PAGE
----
- Shark Rock Hong Kong: a hidden Kowloon hike
- Cloudy Hill: the easy way to hike Wilson Trail Section 8
- Ngau Wu Reservoir hike: a quick trip to the forgotten Ma On Shan reservoir
- 134 hike Sai Kung: Sharp Peak-3 Peninsula-4 beaches
- Ng Tung Chai Waterfalls hike: Bali vibes in Hong Kong
- Little Hawaii Trail: easy waterfall hike with tropical vibes
- Maclehose Trail Section 3: Ka Kung Shan hike
- MacLehose Trail Section 2: Sai Wan, Ham Tin Beach, and Chek Keng
- Po Toi Island Guide: hikes, attractions, and where to eat
Tsing Tam Reservoir is one of the lesser known reservoirs in Hong Kong. Hidden between Tai Po and Yuen Long, it’s a flat and easy walk along a concrete trail that has a wonderful view of Kai Kung Leng with a possible side trip to Ho Pui Reservoir.
Although it’s an easy trail, it is also long and takes 3 hours or so to complete. If you’re looking for a good path to hike with the whole family or just looking to chat and walk, this is the trail for you!
Summary of Tsing Tam Reservoir hike
Difficulty: 1.5/5 – the .5 is for the length and getting there
Time taken: 3 hours, but budget more time to get in and out
Pros: an easy trail suitable for the family and strollers. It also takes you past an eco garden and an organic farm. Also a glorious view of Kai Kung Leng across the valley.
Cons: getting in and out via public transport does take a while. Concrete trail is nice to walk on but can get a little monotonous.
How to get to Tsing Tam Reservoir trail start
The trail can be done in either direction, but we opt to start at the more complicated end: Tai Po.
From Tai Po Market MTR take the bus 64K to sheung tsuen playground.
From the bus stop, go left and follow this side of the road onto Route Twisk.
Carry on past the Shek Kong until you reach a minibus stop. Do note that Shek Kong is a military/police area so you’ll encounter army officers in uniform on patrol or standing guard. Don’t photograph them.
Note: if bus 51 go pass where you live/is near you, you can take it to get here
Turn right onto the road here. Watch out for cars as this is a narrow one way road. Follow it across the bridge and all the way down. The path goes parallel to the waterway and it’s very hard to get lost.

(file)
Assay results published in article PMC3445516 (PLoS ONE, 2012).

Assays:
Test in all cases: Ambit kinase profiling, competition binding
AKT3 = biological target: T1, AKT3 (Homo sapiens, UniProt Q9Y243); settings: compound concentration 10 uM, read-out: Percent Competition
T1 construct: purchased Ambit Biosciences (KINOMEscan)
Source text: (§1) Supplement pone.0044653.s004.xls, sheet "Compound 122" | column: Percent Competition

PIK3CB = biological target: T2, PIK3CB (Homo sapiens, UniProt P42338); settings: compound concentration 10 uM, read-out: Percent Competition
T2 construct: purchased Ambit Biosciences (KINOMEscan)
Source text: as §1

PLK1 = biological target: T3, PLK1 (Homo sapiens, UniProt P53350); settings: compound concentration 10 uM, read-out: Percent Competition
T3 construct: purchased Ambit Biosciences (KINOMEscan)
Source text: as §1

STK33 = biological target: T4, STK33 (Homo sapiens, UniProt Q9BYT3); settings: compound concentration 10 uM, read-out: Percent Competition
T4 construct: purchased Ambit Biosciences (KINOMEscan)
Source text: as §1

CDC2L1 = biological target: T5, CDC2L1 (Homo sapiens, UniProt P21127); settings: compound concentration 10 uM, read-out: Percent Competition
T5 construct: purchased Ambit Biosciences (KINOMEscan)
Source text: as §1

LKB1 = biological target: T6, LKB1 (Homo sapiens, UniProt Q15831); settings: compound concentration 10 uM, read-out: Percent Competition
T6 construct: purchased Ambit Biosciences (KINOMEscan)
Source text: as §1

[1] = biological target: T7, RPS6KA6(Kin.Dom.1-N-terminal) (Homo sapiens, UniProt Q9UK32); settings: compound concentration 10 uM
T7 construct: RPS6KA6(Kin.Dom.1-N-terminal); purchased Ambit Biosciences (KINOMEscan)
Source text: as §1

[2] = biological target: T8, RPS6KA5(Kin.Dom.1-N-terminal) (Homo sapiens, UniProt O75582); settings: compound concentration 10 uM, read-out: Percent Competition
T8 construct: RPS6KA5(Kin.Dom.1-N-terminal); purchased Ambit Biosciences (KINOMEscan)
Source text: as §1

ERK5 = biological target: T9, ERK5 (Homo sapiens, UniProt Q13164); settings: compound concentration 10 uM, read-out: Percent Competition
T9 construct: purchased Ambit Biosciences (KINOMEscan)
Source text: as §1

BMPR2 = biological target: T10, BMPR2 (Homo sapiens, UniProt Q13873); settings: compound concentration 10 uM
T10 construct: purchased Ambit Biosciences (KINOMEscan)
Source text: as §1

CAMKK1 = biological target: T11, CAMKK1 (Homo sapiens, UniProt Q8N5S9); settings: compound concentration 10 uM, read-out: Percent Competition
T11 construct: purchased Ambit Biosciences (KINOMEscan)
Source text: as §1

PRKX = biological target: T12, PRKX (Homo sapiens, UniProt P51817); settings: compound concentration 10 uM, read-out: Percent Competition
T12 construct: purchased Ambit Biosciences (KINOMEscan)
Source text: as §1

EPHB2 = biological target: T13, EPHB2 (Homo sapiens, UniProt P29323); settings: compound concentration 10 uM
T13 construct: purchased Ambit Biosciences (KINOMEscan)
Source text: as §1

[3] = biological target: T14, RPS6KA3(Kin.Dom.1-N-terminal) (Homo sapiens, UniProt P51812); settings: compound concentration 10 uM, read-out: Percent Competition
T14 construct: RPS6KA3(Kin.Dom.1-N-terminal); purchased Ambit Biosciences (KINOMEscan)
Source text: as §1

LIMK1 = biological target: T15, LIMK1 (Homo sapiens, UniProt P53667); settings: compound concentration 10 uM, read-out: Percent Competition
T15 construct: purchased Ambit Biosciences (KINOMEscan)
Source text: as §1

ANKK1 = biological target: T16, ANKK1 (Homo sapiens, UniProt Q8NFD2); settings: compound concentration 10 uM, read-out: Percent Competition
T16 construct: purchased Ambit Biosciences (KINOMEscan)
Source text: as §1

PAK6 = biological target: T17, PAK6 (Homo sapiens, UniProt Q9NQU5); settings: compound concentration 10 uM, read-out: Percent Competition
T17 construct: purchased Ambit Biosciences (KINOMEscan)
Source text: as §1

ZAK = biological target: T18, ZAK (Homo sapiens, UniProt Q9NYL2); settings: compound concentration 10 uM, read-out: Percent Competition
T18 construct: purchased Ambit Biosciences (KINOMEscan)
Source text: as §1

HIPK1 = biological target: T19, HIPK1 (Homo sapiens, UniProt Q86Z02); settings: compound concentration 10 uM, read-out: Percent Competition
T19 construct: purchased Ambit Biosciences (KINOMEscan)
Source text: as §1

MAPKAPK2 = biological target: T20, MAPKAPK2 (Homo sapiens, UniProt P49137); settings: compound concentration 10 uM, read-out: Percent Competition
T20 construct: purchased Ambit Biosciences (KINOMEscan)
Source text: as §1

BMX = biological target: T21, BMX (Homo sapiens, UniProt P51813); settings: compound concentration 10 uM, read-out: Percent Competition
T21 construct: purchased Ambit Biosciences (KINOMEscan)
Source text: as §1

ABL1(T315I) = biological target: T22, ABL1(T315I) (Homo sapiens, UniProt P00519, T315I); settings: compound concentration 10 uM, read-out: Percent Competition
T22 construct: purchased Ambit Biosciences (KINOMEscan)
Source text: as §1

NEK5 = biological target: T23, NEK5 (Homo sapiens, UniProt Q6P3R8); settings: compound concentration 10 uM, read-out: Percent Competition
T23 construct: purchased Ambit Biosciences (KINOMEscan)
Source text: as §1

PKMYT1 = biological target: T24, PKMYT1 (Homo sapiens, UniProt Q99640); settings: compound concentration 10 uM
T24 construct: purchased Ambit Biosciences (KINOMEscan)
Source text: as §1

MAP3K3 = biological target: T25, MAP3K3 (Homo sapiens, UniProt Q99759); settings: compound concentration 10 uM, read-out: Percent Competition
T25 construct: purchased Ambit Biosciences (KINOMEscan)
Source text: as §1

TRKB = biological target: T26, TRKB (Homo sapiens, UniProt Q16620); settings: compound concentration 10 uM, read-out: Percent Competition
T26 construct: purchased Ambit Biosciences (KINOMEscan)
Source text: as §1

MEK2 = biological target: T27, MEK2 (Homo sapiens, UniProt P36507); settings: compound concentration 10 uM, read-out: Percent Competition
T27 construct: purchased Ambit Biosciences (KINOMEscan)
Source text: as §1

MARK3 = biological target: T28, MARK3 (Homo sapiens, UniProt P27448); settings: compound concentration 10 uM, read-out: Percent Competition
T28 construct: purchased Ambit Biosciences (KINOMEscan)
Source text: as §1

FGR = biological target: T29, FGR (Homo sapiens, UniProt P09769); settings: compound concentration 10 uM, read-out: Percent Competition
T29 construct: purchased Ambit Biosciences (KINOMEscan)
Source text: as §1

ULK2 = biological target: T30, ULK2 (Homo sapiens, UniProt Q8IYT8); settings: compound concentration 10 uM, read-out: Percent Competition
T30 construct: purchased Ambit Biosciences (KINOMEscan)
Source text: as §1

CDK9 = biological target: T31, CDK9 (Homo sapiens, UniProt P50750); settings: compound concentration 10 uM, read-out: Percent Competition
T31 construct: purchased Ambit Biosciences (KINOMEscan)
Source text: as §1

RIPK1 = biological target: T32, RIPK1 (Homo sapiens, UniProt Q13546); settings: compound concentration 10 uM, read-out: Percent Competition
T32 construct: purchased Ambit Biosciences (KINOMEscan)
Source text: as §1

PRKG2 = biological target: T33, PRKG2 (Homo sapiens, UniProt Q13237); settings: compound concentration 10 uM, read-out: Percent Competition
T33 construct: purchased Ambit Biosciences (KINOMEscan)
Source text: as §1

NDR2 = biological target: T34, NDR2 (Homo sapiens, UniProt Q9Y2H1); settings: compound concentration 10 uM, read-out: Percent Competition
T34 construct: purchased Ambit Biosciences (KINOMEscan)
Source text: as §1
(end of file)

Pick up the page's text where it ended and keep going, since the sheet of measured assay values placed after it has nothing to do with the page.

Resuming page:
Tsing Tam Reservoir hike
Farm Milk Company
Before the trail officially begins, aka when the cars (without permit) are still able to go down the entire road, you’ll find the Farm Milk Company. They run a cafe as well, however, that is currently (Oct 2020) closed due to COVID. But you can still buy paper cartons of their milk – which are whole milk with no fat reduction.
Note: do the hike in reverse if you want to bring the milk home as this is a 3ish hour hike.
After the Farm Milk Company, you’ll encounter the last public bathroom is by the BBQ site 3.
A short walk later is a small Eco Garden. It’s left of the path if you are going towards Yuen Long and easy to spot since it has a huge sign. There are plenty of flowers and butterflies to spot perfect for photographers.
It’s not very big with informative signs on the floral and fauna you can find there.
From here, it’s a longish trek to the reservoirs as they are close to Yuen Long. Watch out for glimpses of Kai Kung Leng here to your right!
Tsing Tam Upper Reservoir
The Tsing Tam Reservoir is split into upper and lower, and upper is the larger of the time. Both of them were built in the 60s when the nearby river was diverted to Tai Tam Reservoir, meaning the farmers and villages nearby lost their water source.
The trail goes straight to the bridge across the reservoir. It’s not a big reservoir, but the view is nice and you can fly your drone out to catch the big dam and the cascading waterfall.
Note: you need a fishing permit to fish in the reservoir
Tsing Tam Lower Reservoir
The lower reservoir is easily missed if you don’t look for it. Once you go down the ramp, watch out for the small trail that leads to the bridge to the lower reservoir. You can’t see the big dam of the upper reservoir that well, but it has a good view of Yuen Long and a little waterfall.
Get back on the main trail and you’ll reach the Shek Kong Barbecue Site 12. If you continue on, it’ll take you out to the Ho Pui Village.
But if you are not tired yet, take the trail that goes left to take a side trip to the Ho Pui Reservoir.
HKFYG Organic Farm
The trail to the reservoir takes you past the HKFYG Organic Farm first. There is a cafe as well.
You are free to look around the farm and we even saw a cute little turtle. There is also a restroom you can use and I think they used to sell produce.
Ho Pui Reservoir
Continue up the winding road and eventually it’ll end at a roundabout with a barbecue site. Ho Pui Reservoir was built at the same time as the Tsing Tam Reservoir for the same purpose.
You can hike all the way around the reservoir, but the trail doesn’t always have a view of the reservoir itself. So if you are tired or don’t want to do the whole circuit, go left onto the bridge which is the most scenic part.
It’s actually the prettiest part of the Ho Pui Reservoir, so I highly recommend going here if you are not too tired!
Ho Pui Village
Head back out to the junction and turn left to carry on the path that will take you out to the village. Once you get to the village, follow the no cycling sign and it’ll take you to the square where the minibus stop is.
There is only one minibus and it goes to Kam Sui Road station, then to Yuen Long town center.